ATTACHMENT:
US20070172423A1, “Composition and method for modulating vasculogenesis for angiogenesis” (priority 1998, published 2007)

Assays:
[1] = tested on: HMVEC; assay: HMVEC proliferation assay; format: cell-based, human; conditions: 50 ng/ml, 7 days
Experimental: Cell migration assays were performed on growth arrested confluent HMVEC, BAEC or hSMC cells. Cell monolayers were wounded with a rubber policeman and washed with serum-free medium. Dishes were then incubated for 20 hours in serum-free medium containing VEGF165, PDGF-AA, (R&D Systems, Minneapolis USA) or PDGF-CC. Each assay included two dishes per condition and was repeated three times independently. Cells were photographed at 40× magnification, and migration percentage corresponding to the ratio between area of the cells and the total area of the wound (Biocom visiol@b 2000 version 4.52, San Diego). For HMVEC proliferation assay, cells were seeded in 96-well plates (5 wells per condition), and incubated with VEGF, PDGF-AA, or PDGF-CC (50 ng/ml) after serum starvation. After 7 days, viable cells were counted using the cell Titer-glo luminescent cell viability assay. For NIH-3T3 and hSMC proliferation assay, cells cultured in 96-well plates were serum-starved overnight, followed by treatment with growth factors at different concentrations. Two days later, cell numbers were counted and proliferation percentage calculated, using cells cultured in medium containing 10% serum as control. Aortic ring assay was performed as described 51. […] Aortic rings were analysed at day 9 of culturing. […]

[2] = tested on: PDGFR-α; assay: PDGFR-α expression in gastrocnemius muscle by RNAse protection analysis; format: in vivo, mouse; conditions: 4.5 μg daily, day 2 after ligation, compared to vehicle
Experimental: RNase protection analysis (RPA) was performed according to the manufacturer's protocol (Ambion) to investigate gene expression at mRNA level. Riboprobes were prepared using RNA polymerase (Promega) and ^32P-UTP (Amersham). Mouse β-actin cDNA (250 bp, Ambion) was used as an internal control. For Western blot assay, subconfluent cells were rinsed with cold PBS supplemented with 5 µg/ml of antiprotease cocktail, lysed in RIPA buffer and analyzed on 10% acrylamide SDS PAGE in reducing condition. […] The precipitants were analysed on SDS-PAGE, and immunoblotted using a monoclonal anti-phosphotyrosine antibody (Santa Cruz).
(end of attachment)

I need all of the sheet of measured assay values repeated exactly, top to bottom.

US20070172423A1, “Composition and method for modulating vasculogenesis for angiogenesis” (priority 1998, published 2007)

Assays:
[1] = tested on: HMVEC; assay: HMVEC proliferation assay; format: cell-based, human; conditions: 50 ng/ml, 7 days
Experimental: Cell migration assays were performed on growth arrested confluent HMVEC, BAEC or hSMC cells. Cell monolayers were wounded with a rubber policeman and washed with serum-free medium. Dishes were then incubated for 20 hours in serum-free medium containing VEGF165, PDGF-AA, (R&D Systems, Minneapolis USA) or PDGF-CC. Each assay included two dishes per condition and was repeated three times independently. Cells were photographed at 40× magnification, and migration percentage corresponding to the ratio between area of the cells and the total area of the wound (Biocom visiol@b 2000 version 4.52, San Diego). For HMVEC proliferation assay, cells were seeded in 96-well plates (5 wells per condition), and incubated with VEGF, PDGF-AA, or PDGF-CC (50 ng/ml) after serum starvation. After 7 days, viable cells were counted using the cell Titer-glo luminescent cell viability assay. For NIH-3T3 and hSMC proliferation assay, cells cultured in 96-well plates were serum-starved overnight, followed by treatment with growth factors at different concentrations. Two days later, cell numbers were counted and proliferation percentage calculated, using cells cultured in medium containing 10% serum as control. Aortic ring assay was performed as described 51. […] Aortic rings were analysed at day 9 of culturing. […]

[2] = tested on: PDGFR-α; assay: PDGFR-α expression in gastrocnemius muscle by RNAse protection analysis; format: in vivo, mouse; conditions: 4.5 μg daily, day 2 after ligation, compared to vehicle
Experimental: RNase protection analysis (RPA) was performed according to the manufacturer's protocol (Ambion) to investigate gene expression at mRNA level. Riboprobes were prepared using RNA polymerase (Promega) and ^32P-UTP (Amersham). Mouse β-actin cDNA (250 bp, Ambion) was used as an internal control. For Western blot assay, subconfluent cells were rinsed with cold PBS supplemented with 5 µg/ml of antiprotease cocktail, lysed in RIPA buffer and analyzed on 10% acrylamide SDS PAGE in reducing condition. […] The precipitants were analysed on SDS-PAGE, and immunoblotted using a monoclonal anti-phosphotyrosine antibody (Santa Cruz).